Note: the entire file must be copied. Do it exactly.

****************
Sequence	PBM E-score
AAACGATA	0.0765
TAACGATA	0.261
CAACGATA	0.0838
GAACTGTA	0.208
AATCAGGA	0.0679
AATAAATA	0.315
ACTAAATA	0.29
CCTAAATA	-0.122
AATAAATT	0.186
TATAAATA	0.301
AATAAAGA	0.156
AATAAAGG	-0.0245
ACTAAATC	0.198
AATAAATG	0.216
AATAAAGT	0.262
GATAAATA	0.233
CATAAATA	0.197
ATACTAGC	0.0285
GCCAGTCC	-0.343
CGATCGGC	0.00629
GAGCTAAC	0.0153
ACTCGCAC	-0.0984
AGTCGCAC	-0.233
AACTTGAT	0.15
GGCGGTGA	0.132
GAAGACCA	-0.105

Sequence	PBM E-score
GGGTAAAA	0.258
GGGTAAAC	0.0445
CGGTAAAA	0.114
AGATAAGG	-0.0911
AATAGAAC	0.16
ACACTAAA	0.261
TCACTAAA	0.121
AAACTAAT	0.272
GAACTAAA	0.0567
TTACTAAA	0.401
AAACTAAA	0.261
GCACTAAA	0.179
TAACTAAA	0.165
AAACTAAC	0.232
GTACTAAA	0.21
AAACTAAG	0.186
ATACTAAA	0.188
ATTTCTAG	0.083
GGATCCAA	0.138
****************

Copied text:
Sequence	PBM E-score
AAACGATA	0.0765
TAACGATA	0.261
CAACGATA	0.0838
GAACTGTA	0.208
AATCAGGA	0.0679
AATAAATA	0.315
ACTAAATA	0.29
CCTAAATA	-0.122
AATAAATT	0.186
TATAAATA	0.301
AATAAAGA	0.156
AATAAAGG	-0.0245
ACTAAATC	0.198
AATAAATG	0.216
AATAAAGT	0.262
GATAAATA	0.233
CATAAATA	0.197
ATACTAGC	0.0285
GCCAGTCC	-0.343
CGATCGGC	0.00629
GAGCTAAC	0.0153
ACTCGCAC	-0.0984
AGTCGCAC	-0.233
AACTTGAT	0.15
GGCGGTGA	0.132
GAAGACCA	-0.105

Sequence	PBM E-score
GGGTAAAA	0.258
GGGTAAAC	0.0445
CGGTAAAA	0.114
AGATAAGG	-0.0911
AATAGAAC	0.16
ACACTAAA	0.261
TCACTAAA	0.121
AAACTAAT	0.272
GAACTAAA	0.0567
TTACTAAA	0.401
AAACTAAA	0.261
GCACTAAA	0.179
TAACTAAA	0.165
AAACTAAC	0.232
GTACTAAA	0.21
AAACTAAG	0.186
ATACTAAA	0.188
ATTTCTAG	0.083
GGATCCAA	0.138